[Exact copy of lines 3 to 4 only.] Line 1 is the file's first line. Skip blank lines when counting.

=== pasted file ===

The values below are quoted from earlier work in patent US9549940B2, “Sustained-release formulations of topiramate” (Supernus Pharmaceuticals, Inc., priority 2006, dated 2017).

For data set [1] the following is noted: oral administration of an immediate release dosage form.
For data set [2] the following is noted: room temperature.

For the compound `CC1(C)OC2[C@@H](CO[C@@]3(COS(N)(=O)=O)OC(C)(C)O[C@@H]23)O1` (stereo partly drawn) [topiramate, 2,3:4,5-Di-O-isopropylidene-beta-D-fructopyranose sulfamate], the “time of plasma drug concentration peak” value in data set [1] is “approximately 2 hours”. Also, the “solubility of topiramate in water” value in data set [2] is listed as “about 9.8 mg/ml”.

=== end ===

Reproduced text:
For data set [2] the following is noted: room temperature.

For the compound `CC1(C)OC2[C@@H](CO[C@@]3(COS(N)(=O)=O)OC(C)(C)O[C@@H]23)O1` (stereo partly drawn) [topiramate, 2,3:4,5-Di-O-isopropylidene-beta-D-fructopyranose sulfamate], the “time of plasma drug concentration peak” value in data set [1] is “approximately 2 hours”. Also, the “solubility of topiramate in water” value in data set [2] is listed as “about 9.8 mg/ml”.